RIT Observatory open house Dec. 7

Event is free and open to the public

Image of Comet Wirtanen courtesy of Gerald Rhemann (Namibia) Image of M33 courtesy of NASA/JPL-Caltech Image of M31 courtesy of Lorenzo Comolli

The Rochester Institute of Technology Observatory will hold its final open house of the year for stargazers hoping to catch sight of a comet.

The public is invited to use the observatory’s telescopes from 7 to 9 p.m. Dec. 7. The observatory is located at 645 John St., near Bailey Road, in Henrietta.

“Comet 46P/Wirtanen will zip past the Earth at the relatively small distance of only 7 million miles in mid-December,” said Michael Richmond, professor of physics and director of the RIT Observatory. “This will be one of the closest visits by a comet in years, and the comet may become bright enough for us to see it without a telescope.”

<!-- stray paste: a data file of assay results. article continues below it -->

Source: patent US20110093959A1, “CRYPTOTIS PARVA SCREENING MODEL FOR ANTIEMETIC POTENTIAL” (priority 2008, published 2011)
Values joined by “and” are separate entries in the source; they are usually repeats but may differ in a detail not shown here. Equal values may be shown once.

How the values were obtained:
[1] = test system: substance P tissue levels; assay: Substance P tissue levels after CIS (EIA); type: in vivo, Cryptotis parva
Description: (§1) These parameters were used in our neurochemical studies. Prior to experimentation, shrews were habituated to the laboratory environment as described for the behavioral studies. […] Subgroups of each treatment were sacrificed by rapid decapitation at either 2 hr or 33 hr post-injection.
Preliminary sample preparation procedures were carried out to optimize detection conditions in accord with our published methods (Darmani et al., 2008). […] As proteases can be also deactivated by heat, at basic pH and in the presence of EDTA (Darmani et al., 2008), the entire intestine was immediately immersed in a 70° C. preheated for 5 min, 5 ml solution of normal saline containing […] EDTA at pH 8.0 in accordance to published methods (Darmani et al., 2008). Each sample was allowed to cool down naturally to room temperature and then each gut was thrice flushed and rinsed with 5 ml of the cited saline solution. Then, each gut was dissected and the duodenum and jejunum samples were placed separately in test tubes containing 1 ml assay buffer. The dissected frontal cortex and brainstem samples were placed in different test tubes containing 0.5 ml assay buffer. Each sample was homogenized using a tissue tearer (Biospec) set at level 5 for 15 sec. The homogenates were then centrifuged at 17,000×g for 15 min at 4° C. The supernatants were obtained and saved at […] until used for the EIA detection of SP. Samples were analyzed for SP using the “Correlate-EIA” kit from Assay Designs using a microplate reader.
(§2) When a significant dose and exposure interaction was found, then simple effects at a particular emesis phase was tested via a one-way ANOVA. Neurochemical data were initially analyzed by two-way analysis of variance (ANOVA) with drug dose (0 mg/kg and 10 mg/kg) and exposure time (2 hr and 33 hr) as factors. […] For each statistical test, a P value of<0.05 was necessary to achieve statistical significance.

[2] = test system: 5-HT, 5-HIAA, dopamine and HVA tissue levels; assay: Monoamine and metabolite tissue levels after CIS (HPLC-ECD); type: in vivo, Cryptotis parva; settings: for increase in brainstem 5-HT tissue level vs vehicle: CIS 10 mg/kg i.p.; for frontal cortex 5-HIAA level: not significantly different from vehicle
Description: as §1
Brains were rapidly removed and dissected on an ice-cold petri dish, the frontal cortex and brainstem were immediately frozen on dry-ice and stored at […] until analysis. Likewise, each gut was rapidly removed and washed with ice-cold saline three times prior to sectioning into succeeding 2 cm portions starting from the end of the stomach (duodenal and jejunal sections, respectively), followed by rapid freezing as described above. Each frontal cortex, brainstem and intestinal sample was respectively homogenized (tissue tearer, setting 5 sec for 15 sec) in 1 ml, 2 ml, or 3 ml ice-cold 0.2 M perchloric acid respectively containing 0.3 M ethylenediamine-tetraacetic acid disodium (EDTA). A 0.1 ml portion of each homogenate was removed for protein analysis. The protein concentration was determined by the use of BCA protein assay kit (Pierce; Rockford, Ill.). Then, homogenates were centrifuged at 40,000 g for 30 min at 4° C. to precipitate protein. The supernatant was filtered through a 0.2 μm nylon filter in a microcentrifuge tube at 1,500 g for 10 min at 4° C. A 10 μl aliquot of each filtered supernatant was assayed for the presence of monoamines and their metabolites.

Richmond and his student team will provide binoculars and telescopes if the comet is hard to see. They will also point out two fuzzy objects in the sky that are the Milky Way’s closest neighbors.

“The spiral galaxies in Andromeda and Triangulum are about as bright as the comet, but millions of times farther away,” Richmond said. “When you look at them, you'll be seeing light which has travelled for millions of years—just to reach your eye.”

Warm attire is recommended for the outdoor event.

For directions—and to check for a weather-related cancellation—go to the RIT Observatory website at https://www.rit.edu/cos/observatory/.

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